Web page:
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Spectrum: Autism Research News

Cancer pathway yields mouse model for autism

by  /  18 October 2009

This article is more than five years old. Autism research — and science in general — is constantly evolving, so older articles may contain information or theories that have been reevaluated since their original publication date.

Model mice: Mice lacking the FKBP12 protein may prove to be a viable model for autism.

Mice missing FKBP12, a gene involved in a cancer pathway, show repetitive behavior and an impaired ability to socialize with other mice, and could be used to study autism, according to unpublished results presented at a poster session today at the Society for Neuroscience meeting.

FKBP12 encodes a receptor for rapamycin, a cancer drug that has shown promise as a potential therapy for autism. The FKBP12 protein is also involved in the ability of neurons to change the strength of their connections, a learning and memory process called synaptic plasticity.

Researchers at New York University eliminated FKBP12 from the brains of young mice late in their development. They then gave mice access to two chambers, one containing an inanimate object and the other containing an unfamiliar mouse. Like control mice, the FKBP12 mutants prefer to spend more time with the new mouse than with the object.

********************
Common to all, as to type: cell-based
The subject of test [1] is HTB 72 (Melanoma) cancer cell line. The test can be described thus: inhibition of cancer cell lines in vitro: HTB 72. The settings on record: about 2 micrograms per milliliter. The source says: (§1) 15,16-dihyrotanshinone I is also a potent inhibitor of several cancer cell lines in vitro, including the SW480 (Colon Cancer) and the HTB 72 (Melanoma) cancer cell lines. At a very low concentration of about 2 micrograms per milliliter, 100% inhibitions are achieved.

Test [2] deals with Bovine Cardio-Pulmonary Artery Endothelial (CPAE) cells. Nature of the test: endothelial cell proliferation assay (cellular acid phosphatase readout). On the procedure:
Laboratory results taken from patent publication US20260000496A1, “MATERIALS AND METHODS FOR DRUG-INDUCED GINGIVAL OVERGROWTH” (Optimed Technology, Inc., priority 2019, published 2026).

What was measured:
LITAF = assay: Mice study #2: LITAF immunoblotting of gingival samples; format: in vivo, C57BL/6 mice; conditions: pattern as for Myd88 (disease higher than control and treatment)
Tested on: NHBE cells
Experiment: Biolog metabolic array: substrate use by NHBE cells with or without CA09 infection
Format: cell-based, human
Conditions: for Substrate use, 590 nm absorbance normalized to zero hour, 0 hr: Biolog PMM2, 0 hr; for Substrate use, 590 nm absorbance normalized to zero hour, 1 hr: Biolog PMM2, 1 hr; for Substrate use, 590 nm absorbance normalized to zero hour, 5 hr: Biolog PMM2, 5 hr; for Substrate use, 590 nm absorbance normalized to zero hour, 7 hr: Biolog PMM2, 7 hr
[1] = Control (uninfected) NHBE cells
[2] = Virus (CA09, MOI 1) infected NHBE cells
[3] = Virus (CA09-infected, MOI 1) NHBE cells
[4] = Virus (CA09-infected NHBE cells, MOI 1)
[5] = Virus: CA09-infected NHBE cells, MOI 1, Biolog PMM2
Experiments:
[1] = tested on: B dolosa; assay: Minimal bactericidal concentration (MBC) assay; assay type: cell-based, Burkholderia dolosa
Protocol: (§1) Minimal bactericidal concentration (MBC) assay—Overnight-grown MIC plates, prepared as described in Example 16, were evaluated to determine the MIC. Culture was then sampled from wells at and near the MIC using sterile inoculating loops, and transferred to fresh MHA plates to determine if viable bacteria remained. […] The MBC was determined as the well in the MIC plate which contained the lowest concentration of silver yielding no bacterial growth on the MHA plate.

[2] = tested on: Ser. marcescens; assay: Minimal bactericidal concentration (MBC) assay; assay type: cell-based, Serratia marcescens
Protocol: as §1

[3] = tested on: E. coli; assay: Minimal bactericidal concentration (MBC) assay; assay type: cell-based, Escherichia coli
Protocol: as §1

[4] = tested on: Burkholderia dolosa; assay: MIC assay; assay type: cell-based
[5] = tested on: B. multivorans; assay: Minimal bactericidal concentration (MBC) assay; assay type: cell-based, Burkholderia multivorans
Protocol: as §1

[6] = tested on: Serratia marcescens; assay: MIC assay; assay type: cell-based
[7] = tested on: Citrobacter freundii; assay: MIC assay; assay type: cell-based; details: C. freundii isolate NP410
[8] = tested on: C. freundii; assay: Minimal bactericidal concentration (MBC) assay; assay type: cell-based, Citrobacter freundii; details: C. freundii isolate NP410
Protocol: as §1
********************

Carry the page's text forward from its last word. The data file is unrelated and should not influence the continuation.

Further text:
But when researchers placed a familiar and an unknown mouse in each arm of the chamber they found that, unlike controls, the mutant mice show no preference for the unfamiliar mouse.

“They are learning about the mice, and have some knowledge of the mouse they’ve interacted with before, but for whatever reason, they don’t want to explore the new mouse,” says lead investigator Eric Klann, a professor of neural science at New York University.

The mice also show excessive grooming, which is reminiscent of some repetitive behaviors observed in autism. This is also consistent with repetitive behaviors previously seen in the same mice.

Late last year, Klann’s group showed that that FKBP12 mutant mice repeatedly bury marbles and have problems with learning and memory.

His team is planning to look at the grooming patterns more closely to verify that they are a consequence of the missing FKBP12.